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PEPPERELL — It might seem a bit far-fetched to get excited about the purchase of what appears to be a Port-a-Potty, but Historical Society Chairman Sue Smith and her colleagues are thrilled.

As well they might, for the acquisition of a high-tech electric composting toilet adds a lavatory capability — to facilitate open houses, museum presentations and more — in the society-owned District Schoolhouse No. 3, on Shattuck Street.

The modern “privy” doesn’t need water or construction of a leach field on the tiny parcel. The self-contained machine is about as historically accurate as modern day improvements provide and installation won’t hurt the 212-year-old wooden sills in the school’s woodshed.

There is no water supply to the building. Schoolchildren brought in water from neighboring wells and drank from buckets using a common dipper, Smith said. No “privy” was put in place until long after the schoolhouse was in use.

Using a good portion of its recently-acquired $5,100 Bruce J. Anderson Foundation Inc. grant, Smith said the only drawback is the unit’s color, which is bright green.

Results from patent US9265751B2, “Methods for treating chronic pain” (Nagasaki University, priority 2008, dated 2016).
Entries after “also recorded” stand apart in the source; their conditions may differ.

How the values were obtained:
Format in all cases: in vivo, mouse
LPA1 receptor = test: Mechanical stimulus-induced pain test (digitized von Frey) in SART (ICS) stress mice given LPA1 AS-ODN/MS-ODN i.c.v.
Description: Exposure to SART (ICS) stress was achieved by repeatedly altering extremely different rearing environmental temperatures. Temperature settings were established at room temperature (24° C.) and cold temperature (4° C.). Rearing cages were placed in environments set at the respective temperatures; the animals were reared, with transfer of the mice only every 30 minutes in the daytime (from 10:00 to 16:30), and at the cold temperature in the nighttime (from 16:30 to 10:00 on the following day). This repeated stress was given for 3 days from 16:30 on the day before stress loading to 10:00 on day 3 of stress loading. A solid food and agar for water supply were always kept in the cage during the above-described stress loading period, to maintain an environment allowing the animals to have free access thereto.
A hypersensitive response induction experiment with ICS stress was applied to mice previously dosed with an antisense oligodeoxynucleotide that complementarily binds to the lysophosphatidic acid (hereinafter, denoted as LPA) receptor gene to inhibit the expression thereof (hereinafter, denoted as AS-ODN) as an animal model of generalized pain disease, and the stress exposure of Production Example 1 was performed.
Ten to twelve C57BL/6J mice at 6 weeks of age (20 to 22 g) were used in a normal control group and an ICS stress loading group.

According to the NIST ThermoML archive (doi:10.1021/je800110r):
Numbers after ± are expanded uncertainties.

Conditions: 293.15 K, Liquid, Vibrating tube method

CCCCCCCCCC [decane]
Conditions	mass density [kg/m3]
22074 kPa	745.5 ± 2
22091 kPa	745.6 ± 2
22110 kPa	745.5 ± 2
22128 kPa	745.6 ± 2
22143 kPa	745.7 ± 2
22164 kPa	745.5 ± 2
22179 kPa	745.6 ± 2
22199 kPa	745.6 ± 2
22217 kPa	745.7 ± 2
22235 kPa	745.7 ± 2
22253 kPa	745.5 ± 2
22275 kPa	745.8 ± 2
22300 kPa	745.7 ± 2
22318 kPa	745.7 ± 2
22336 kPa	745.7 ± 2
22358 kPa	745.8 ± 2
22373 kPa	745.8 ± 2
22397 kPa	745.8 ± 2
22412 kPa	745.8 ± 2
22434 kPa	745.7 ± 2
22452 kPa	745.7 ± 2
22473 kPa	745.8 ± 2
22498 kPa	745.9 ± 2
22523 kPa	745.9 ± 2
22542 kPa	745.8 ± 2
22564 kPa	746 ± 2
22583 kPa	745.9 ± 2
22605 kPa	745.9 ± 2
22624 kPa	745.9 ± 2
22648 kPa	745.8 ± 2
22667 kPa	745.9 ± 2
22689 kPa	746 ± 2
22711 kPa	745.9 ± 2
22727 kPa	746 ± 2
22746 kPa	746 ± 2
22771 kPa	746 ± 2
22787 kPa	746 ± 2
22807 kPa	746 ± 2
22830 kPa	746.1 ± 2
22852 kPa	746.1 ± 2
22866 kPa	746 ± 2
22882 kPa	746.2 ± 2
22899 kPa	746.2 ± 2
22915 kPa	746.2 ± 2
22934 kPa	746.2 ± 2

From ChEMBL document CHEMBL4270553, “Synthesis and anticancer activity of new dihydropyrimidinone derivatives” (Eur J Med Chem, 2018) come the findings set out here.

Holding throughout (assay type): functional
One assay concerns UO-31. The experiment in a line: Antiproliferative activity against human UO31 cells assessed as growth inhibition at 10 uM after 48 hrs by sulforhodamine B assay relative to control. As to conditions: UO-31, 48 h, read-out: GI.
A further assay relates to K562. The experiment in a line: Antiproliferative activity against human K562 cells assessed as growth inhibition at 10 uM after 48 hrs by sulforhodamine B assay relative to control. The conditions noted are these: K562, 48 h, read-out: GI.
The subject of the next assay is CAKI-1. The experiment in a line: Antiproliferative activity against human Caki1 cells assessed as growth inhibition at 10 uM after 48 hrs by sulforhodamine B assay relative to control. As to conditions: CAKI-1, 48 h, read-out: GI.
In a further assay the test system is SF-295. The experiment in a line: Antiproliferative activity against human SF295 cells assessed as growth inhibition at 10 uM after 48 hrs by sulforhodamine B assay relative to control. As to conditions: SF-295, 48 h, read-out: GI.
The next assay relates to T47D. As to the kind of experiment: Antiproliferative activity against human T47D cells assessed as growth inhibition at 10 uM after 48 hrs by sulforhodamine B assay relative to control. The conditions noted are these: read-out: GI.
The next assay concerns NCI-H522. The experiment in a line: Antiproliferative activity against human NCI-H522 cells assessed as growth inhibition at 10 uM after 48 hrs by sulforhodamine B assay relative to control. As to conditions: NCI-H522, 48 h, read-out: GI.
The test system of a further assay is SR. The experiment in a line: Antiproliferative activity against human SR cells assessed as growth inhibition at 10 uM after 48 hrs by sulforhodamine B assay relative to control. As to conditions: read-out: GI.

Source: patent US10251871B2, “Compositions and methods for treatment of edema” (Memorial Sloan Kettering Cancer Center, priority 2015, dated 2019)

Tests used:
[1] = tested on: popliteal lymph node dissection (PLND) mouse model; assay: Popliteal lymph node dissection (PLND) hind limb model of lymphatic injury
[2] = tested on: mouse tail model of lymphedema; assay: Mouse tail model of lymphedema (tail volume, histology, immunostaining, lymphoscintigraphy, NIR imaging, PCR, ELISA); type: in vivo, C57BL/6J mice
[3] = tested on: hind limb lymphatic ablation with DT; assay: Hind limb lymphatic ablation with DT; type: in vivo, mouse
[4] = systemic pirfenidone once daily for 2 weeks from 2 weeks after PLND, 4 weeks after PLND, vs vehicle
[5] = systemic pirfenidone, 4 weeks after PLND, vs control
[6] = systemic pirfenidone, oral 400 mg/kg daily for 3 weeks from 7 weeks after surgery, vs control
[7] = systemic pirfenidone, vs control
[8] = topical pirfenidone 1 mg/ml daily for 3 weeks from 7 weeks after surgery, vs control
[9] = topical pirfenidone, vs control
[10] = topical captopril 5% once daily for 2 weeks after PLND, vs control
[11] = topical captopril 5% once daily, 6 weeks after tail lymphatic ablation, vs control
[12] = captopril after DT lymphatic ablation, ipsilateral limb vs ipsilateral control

Installation of the Envirolet Multi System 10 (120 volt AC) unit doesn’t require the use of concrete that would rot the aged timbers of the woodshed. It will be installed on a wooden base that stands on the original dirt floor.

“The woodshed dates to 1819 and pre-dates the building, which is actually the third built on the site,” Smith said.

The all-in-one unit is the most efficient waterless, self-contained, composting toilet available. Dual fans and heater provide maximum evaporation and can be installed wherever electricity is available. The unit handles up to eight people per day, requires no drain, and can be emptied as infrequently as once per year.

“The price kept climbing while we were waiting for the grant. Sometimes things like this are available on eBay. We got one there,” Smith said.

Meanwhile, clean-up of the schoolhouse has been ongoing.

“We’ve done what we could do with no money,” she said, putting recent fund-raising efforts at about $3,000. “The next project is finishing the woodshed.”

Electrician Joseph Fagone, of West Street, has volunteered to rewire the building and relocate the service box.

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